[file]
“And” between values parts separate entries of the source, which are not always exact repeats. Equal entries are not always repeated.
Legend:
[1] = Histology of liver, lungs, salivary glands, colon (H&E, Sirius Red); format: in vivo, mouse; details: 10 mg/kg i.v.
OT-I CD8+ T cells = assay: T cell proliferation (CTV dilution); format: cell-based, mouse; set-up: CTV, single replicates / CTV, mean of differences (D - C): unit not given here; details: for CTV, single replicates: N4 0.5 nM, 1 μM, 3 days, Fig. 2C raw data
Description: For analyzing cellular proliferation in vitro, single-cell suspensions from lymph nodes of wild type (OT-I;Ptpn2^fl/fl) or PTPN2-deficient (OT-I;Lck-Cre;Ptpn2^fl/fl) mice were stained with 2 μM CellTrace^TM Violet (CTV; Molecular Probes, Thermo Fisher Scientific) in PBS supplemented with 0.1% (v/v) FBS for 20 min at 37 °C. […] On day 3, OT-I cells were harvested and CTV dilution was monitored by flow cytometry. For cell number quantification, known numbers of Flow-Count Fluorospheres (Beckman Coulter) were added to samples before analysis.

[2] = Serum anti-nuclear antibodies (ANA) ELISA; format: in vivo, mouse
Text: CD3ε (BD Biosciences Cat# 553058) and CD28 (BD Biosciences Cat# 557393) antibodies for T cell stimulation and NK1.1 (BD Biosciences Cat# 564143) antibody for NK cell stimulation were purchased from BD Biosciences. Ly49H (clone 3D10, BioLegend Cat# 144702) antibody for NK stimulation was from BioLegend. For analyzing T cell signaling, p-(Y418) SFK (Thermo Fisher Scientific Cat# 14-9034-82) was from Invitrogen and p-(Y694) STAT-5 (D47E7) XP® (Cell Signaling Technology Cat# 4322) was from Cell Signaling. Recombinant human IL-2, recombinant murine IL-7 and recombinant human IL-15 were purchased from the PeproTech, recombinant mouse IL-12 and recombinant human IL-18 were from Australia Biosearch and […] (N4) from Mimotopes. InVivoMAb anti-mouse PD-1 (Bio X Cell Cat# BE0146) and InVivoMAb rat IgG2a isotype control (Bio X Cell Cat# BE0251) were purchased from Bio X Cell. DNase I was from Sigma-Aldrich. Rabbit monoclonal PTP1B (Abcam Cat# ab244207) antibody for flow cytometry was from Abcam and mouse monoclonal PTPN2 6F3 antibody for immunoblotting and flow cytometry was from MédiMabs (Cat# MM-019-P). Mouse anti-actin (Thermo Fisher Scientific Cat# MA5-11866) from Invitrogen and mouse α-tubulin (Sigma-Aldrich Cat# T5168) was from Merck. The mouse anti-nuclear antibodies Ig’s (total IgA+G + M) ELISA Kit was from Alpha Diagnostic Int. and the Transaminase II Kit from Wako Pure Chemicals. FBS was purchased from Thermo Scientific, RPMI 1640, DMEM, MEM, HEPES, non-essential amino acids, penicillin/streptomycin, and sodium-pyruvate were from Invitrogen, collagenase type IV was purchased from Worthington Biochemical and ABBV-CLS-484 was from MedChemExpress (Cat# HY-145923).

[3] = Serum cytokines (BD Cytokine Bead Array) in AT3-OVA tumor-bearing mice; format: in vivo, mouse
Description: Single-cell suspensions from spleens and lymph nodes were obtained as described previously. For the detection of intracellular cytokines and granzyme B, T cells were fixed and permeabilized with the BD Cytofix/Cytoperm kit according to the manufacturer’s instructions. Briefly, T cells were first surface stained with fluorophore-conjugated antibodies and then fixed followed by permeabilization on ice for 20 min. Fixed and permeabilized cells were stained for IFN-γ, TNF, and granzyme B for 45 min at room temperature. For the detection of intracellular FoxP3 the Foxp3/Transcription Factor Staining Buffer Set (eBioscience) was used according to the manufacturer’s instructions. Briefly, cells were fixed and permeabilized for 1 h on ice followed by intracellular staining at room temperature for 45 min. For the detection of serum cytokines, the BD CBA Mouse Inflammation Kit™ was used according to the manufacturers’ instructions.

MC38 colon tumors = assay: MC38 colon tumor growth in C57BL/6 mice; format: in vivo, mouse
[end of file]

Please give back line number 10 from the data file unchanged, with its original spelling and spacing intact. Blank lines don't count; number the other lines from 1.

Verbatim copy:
MC38 colon tumors = assay: MC38 colon tumor growth in C57BL/6 mice; format: in vivo, mouse